Author(s): Beeler A, Zaccaria L, Kawabata T, Gerber BO, Pichler WJ
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Abstract BACKGROUND: T cells play a key role in delayed-type drug hypersensitivity reactions. Their reactivity can be assessed by their proliferation in response to the drug in the lymphocyte transformation test (LTT). However, the LTT imposes limitations in terms of practicability, and an alternative method that is easier to implement than the LTT would be desirable. METHODS: Four months to 12 years after acute drug hypersensitivity reactions, CD69 upregulation on T cells of 15 patients and five healthy controls was analyzed by flow cytometry. RESULTS: All 15 LTT-positive patients showed a significant increase of CD69 expression on T cells after 48 h of drug-stimulation exclusively with the drugs incriminated in drug-hypersensitivities. A stimulation index of 2 as cut-off value allowed discrimination between nonreactive and reactive T cells in LTT and CD69 upregulation. T cells (0.5-3\%) showed CD69 up-regulation. The reactive cell population consisted of a minority of truly drug reactive T cells secreting cytokines and a higher number of bystander T cells activated by IL-2 and possibly other cytokines. CONCLUSIONS: CD69 upregulation was observed after 2 days in all patients with a positive LTT after 6 days, thus appearing to be a promising tool to identify drug-reactive T cells in the peripheral blood of patients with drug-hypersensitivity reactions.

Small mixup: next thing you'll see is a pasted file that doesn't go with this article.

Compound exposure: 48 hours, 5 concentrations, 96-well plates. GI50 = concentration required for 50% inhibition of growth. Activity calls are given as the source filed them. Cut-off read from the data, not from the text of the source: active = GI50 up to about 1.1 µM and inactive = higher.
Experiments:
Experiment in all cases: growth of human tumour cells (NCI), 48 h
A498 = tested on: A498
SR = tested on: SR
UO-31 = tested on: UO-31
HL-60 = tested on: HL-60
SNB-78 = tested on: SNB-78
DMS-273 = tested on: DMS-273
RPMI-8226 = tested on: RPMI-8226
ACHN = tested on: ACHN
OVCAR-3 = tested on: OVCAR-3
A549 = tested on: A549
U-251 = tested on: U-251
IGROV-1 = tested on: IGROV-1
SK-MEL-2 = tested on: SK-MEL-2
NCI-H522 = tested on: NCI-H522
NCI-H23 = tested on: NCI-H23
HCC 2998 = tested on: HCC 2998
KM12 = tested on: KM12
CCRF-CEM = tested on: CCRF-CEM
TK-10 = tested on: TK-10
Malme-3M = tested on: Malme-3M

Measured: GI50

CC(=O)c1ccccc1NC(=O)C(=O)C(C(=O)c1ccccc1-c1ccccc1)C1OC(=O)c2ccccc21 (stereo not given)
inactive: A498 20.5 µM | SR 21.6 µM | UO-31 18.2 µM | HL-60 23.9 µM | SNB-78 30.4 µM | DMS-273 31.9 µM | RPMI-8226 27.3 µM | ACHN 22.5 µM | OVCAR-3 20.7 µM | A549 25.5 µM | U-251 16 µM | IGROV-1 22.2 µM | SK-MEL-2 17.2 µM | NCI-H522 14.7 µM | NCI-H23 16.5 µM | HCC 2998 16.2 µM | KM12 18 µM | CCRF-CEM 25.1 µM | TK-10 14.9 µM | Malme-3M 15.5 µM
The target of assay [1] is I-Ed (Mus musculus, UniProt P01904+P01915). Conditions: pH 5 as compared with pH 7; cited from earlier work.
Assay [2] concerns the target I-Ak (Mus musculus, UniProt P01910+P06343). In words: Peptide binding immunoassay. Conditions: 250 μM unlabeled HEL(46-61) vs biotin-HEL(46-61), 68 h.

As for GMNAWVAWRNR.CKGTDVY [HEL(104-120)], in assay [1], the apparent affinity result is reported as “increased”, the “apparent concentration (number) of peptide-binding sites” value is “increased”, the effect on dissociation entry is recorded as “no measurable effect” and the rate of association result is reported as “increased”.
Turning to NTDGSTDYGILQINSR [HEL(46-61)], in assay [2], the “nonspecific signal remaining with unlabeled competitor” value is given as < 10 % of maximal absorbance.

This article was published in Allergy
and referenced in Journal of Microbial & Biochemical Technology